The US-led bloc appears to be using Japan as a Trojan horse to gain a foothold in the region and maintain its relevance
By Fyodor Lukyanov, the editor-in-chief of Russia in Global Affairs, chairman of the Presidium of the Council on Foreign and Defense Policy, and research director of the Valdai International Discussion Club.
Currently, the world’s attention is focused on the European theater of war, but some very interesting events are also unfolding in Asia.
Japan is the most illustrative. Until recently, the country was reluctant to peddle a militant attitude either in terms of weaponry or even in using economic pressure. Things are changing, and this is a strong indicator of the transformation of the international arena.
Prime Minister Fumio Kishida has just completed a tour of the US and the leading countries in Western Europe. Contrary to usual custom, there was virtually nothing but military rhetoric everywhere. In a policy statement delivered in Paris, Kishida stressed that the security of Europe and the Indo-Pacific region are inextricably linked and must be ensured collectively.
Other statements in Rome, London and Washington confirmed the new trend: In the security field, Japan no longer intends to limit itself exclusively to its relationship with the US, though it forms the basis of its entire defense strategy. Now, Tokyo seeks a much broader engagement with the main Western bloc (NATO), subject to its gradual reorientation towards the Pacific space.
This is a new scheme. Since the Cold War, the security system in Asia has been America-centric but not unified, instead based on different groups of countries or bilateral relationships. The US has been the fixed element, the others have varied. Recent innovations such as the “QUAD” involving Japan, India, Australia, and an “Anglo-Saxon club” of the Americans, British and Australians have not disturbed the usual logic.
However, something else is emerging – the transfer to greater Asia of the principle of a consolidated alliance, moreover, with European allies to whom the region poses no security threats.
At the heart of the strategy is the logic of Washington, which proceeds from the inevitability of strategic rivalry with China and Beijing’s Asian neighbours, or more precisely, its most bellicose ones.
There is no doubt in the US that Beijing will be a major challenge to the American position in the world for years or decades to come. It is discussed in doctrinal documents and it guides the military’s entire posture. Russia is seen as an acute, but short-lived and transient, threat because of what Washington sees as its limited aggregate capabilities.
The open discourse on Ukraine as a testing ground for US weapons and Russia as an example to China suggests that the Americans see the current campaign as a test run for different means of influencing the future. In this context, the question of NATO’s status naturally arises.
The bloc’s current unity against Russia has solved a problem it has been unable to deal with for years, namely a lack of mission clarity. But if the Chinese threat takes priority, it again raises the question of the usefulness of a mighty organization with a purely Euro-Atlantic base. Meanwhile, it is difficult to interest European countries in an anti-Chinese agenda. Unlike the US, Western Europe does not see China as a direct threat. On the contrary, economic cooperation with Beijing is extremely beneficial.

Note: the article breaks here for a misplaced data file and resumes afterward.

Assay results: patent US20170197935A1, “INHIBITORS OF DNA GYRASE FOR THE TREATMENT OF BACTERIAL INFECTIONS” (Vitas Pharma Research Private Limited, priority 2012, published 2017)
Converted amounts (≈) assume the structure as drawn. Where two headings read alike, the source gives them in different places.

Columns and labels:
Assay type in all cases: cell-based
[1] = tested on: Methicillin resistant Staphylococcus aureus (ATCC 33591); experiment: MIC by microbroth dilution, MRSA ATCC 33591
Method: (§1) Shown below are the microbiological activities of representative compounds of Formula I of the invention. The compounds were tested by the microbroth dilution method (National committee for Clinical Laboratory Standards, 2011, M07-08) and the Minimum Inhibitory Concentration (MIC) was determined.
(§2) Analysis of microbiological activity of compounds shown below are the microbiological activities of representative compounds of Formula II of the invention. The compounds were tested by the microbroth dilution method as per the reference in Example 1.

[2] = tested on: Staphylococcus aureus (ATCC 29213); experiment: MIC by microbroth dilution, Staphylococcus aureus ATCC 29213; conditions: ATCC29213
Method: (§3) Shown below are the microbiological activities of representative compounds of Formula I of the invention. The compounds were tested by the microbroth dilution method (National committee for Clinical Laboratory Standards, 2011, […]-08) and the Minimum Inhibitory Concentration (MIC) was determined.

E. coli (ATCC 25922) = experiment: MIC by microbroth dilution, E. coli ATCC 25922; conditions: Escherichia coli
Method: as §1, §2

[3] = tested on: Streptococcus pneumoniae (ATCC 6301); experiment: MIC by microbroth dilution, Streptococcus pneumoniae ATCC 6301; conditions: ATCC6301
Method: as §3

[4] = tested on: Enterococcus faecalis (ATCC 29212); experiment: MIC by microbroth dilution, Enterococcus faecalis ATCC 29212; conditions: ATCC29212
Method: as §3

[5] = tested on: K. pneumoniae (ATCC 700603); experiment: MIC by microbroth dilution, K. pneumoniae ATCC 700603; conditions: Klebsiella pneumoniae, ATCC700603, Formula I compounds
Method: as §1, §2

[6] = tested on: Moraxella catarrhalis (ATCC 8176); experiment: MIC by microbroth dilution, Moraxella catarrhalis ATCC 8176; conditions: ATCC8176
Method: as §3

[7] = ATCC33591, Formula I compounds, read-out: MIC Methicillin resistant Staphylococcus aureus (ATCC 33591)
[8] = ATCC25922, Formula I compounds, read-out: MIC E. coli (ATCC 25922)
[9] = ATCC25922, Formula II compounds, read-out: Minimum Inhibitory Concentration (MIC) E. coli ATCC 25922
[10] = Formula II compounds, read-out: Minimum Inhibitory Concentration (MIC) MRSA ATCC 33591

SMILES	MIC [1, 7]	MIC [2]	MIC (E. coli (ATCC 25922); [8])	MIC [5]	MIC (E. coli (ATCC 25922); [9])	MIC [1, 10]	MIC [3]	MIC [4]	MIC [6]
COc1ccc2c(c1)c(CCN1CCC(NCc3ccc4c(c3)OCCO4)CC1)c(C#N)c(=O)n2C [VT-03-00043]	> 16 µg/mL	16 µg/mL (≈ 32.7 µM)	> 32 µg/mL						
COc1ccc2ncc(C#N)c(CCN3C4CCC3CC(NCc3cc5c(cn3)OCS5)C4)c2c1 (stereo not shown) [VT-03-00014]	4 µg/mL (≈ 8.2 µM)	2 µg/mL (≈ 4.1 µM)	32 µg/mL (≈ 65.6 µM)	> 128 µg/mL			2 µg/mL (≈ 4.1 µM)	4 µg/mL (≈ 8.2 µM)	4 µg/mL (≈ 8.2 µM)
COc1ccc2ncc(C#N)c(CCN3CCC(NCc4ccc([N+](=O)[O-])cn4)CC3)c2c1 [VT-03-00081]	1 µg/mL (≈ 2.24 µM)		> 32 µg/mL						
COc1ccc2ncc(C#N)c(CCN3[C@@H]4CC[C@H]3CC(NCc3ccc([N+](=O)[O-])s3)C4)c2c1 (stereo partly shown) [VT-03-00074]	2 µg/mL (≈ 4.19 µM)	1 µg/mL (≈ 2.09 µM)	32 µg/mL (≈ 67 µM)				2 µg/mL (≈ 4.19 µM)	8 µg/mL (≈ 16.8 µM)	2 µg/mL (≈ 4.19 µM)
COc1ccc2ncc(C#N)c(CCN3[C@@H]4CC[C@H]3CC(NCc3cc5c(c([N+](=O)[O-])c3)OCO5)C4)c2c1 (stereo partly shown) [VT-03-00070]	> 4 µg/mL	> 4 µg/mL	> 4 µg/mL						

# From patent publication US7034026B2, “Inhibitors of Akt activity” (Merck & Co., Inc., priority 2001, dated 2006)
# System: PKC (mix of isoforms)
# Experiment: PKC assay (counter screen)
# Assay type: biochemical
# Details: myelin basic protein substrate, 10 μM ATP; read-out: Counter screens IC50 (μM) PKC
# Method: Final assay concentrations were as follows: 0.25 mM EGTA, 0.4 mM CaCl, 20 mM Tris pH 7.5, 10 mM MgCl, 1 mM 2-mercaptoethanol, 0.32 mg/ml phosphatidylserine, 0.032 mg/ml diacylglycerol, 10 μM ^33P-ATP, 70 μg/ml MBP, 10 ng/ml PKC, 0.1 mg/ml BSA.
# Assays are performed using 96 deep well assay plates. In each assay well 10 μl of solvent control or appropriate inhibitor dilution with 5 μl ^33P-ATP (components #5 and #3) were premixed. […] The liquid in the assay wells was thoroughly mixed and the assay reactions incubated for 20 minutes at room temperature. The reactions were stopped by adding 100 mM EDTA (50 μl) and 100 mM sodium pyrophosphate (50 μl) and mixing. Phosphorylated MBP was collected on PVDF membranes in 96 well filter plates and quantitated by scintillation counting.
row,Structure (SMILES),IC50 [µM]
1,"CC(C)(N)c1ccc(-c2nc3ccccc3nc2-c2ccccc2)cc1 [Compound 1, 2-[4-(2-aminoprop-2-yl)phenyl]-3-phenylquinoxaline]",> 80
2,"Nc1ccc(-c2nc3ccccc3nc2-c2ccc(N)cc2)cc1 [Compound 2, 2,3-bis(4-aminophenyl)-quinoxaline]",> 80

The way out is twofold. Firstly, the linking of Russia and China into a single anti-democratic and revisionist conglomerate has been going on for a long time. In other words, by opposing Beijing, you oppose Moscow and vice versa. Secondly, what is needed is a respectable and closely aligned regional leader who will spearhead NATO’s reorientation towards the Far East. Japan seems willing to take on this role.
Late last year, Tokyo adopted a new version of its national security strategy, considered the biggest shift since World War II. Japan is ready to accept much greater military responsibilities than before. In this document, a distinction is made between European and Asian security. For example, Russia’s actions are interpreted somewhat differently in Europe and Asia, being noticeably regarded as less of an issue in the latter. But China falls into the category of unambiguous threats.
The Japanese leadership’s activism coincides with US interests, but among its motivations is an element of distrust of the Americans. Donald Trump, who referred to Japan and South Korea as ‘dependents’, is too fresh in their mind, and what will come after Joe Biden is unknown.
Accordingly, the idea of an intensive relationship with the whole of NATO is also a way to protect themselves from possible American mismanagement.
Whether Western Europeans will seriously engage with Asian security issues remains to be seen. What is clear is that a tight and tangled knot is emerging in East Asia. This is especially true when considering all the intricacies surrounding China and the newly revived inter-Korean tensions, in response to which, officials in Seoul have begun to speak about the possibility of acquiring nuclear weapons – whether borrowed or their own.
As recently as two decades ago, there was a constant mantra that a repeat of the confrontation of 20th century Europe would not be allowed to migrate to Asia. It now seems that this has been turned on its head.
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